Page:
Probably the best thing about Blaze’s Evercade retro gaming platform is the fact that the releases so far have specifically eschewed hugely well-known retro titles in favour of hidden gems, lost treasures and just plain previously unlocalised titles.
A great example of this can be seen on the Namco Museum Collection 2 cartridge. Have you ever heard of Warpman? Chances are, unless you collect Famicom games, probably not; it’s a 1985 Japan-only sequel to a fairly obscure 1981 Namco arcade game called Warp & Warp, also known as Warp Warp for its North American release.
Warpman (and, by extension, Warp & Warp, which it closely resembles in gameplay terms) is a particularly interesting game, because it introduces a specific mechanic that, today, is more commonly associated with a later game from a completely different company. But Namco did it first! So let’s take a closer look.
In Warpman, you take on the role of “Monster Fighter”, an astronaut-like dude packing some heavy weaponry and the ability to freely walk around in space. Your job is simple: eliminate a quota of enemies from each stage in order to move on to the next. As you defeat enemies, icons representing your remaining targets will gradually disappear from the side of the screen; when there are no icons left and you clear the screen, the level is over.
This is a structure Namco made use of in a fair few of its games, probably most notably 1980’s Tank Battalion and its various follow-ups such as 1991’s Tank Force. In all these games, the fact that there are more enemies to destroy than appear on stage at any one time adds a bit of light strategy to the experience; do you simply blast away with survival in mind, or do you observe where the new enemies spawn from and attempt to manipulate their positions to your advantage?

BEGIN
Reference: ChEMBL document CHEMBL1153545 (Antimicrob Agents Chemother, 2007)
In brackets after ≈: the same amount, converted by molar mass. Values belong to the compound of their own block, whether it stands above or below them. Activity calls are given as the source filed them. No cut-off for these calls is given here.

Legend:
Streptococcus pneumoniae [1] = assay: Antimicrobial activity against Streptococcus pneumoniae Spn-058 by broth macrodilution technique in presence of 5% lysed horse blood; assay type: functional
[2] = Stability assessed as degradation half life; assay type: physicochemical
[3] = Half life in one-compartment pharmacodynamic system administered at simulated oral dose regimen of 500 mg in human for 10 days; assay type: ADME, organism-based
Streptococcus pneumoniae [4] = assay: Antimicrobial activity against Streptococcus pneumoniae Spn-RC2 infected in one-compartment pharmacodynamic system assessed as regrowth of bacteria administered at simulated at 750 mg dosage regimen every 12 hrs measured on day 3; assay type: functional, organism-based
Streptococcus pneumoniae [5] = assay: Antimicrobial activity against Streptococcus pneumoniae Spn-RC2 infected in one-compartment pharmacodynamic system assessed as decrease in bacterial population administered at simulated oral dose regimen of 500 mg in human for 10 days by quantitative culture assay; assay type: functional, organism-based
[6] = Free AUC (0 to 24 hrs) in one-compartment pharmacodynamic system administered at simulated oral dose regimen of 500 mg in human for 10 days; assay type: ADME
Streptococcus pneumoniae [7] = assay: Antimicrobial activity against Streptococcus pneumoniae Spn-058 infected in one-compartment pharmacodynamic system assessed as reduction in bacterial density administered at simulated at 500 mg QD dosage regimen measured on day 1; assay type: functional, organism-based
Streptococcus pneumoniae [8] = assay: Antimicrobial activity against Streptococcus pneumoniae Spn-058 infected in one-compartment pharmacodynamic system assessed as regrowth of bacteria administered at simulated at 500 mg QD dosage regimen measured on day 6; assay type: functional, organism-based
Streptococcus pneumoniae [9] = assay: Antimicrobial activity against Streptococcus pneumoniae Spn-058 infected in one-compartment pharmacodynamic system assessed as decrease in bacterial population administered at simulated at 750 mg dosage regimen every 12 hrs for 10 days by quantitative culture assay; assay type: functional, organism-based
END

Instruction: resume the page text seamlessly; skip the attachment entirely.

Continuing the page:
Warpman adds an additional, optional twist atop the basic shooting action to allow veteran players the opportunity to score more points. By choosing your targets carefully and eliminating three of the same type and colour of enemy in a row, a special enemy will spawn and provide significantly more points when shot. They don’t last long, however; unlike the regular enemies, which tend to start around the outside of the screen and gradually wander a spiralling path inwards towards the centre, these special enemies start at a corner, run along a single side of the screen and then disappear again, so you’ll need to drop everything and blast them if you want to enjoy their delicious points.
And there’s more, too. While it is possible to play the game entirely as a four-directional arena shooter, you can also jump into the game’s other “mode” any time the black hole in the centre of the playfield starts glowing — usually after you pick up a power-up. Whenever you do this, you move from the open arena of space into a more maze-like area. Here, you’re not able to shoot; instead, you drop timed bombs behind you which, by default, send out shockwaves vertically and horizontally for a short distance from their origin — and yes, these can kill you.